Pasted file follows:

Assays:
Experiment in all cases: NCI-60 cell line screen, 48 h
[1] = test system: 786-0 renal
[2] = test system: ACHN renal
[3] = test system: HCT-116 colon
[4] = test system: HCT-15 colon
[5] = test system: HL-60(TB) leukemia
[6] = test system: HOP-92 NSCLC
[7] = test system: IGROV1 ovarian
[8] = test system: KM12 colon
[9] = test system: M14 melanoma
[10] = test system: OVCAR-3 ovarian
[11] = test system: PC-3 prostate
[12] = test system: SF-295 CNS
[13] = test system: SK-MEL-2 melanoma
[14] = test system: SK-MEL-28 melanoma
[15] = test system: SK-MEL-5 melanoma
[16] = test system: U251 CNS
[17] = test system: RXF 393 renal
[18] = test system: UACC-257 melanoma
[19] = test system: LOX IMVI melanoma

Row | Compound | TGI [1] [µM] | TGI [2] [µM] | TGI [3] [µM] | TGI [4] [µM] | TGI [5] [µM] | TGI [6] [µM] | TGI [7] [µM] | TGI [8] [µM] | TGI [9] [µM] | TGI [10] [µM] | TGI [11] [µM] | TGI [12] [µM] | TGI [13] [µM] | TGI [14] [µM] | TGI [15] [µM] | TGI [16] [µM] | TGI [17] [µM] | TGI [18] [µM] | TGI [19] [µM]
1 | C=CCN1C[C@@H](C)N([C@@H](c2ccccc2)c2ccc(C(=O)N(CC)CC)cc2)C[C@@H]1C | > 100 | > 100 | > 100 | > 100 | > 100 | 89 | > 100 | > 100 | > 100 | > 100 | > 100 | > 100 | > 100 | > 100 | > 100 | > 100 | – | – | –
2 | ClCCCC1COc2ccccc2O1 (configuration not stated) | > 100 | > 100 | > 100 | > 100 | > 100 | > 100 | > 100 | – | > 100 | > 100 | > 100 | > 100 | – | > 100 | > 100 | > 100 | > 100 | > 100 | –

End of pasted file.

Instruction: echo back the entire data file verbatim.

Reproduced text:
Assays:
Experiment in all cases: NCI-60 cell line screen, 48 h
[1] = test system: 786-0 renal
[2] = test system: ACHN renal
[3] = test system: HCT-116 colon
[4] = test system: HCT-15 colon
[5] = test system: HL-60(TB) leukemia
[6] = test system: HOP-92 NSCLC
[7] = test system: IGROV1 ovarian
[8] = test system: KM12 colon
[9] = test system: M14 melanoma
[10] = test system: OVCAR-3 ovarian
[11] = test system: PC-3 prostate
[12] = test system: SF-295 CNS
[13] = test system: SK-MEL-2 melanoma
[14] = test system: SK-MEL-28 melanoma
[15] = test system: SK-MEL-5 melanoma
[16] = test system: U251 CNS
[17] = test system: RXF 393 renal
[18] = test system: UACC-257 melanoma
[19] = test system: LOX IMVI melanoma

Row | Compound | TGI [1] [µM] | TGI [2] [µM] | TGI [3] [µM] | TGI [4] [µM] | TGI [5] [µM] | TGI [6] [µM] | TGI [7] [µM] | TGI [8] [µM] | TGI [9] [µM] | TGI [10] [µM] | TGI [11] [µM] | TGI [12] [µM] | TGI [13] [µM] | TGI [14] [µM] | TGI [15] [µM] | TGI [16] [µM] | TGI [17] [µM] | TGI [18] [µM] | TGI [19] [µM]
1 | C=CCN1C[C@@H](C)N([C@@H](c2ccccc2)c2ccc(C(=O)N(CC)CC)cc2)C[C@@H]1C | > 100 | > 100 | > 100 | > 100 | > 100 | 89 | > 100 | > 100 | > 100 | > 100 | > 100 | > 100 | > 100 | > 100 | > 100 | > 100 | – | – | –
2 | ClCCCC1COc2ccccc2O1 (configuration not stated) | > 100 | > 100 | > 100 | > 100 | > 100 | > 100 | > 100 | – | > 100 | > 100 | > 100 | > 100 | – | > 100 | > 100 | > 100 | > 100 | > 100 | –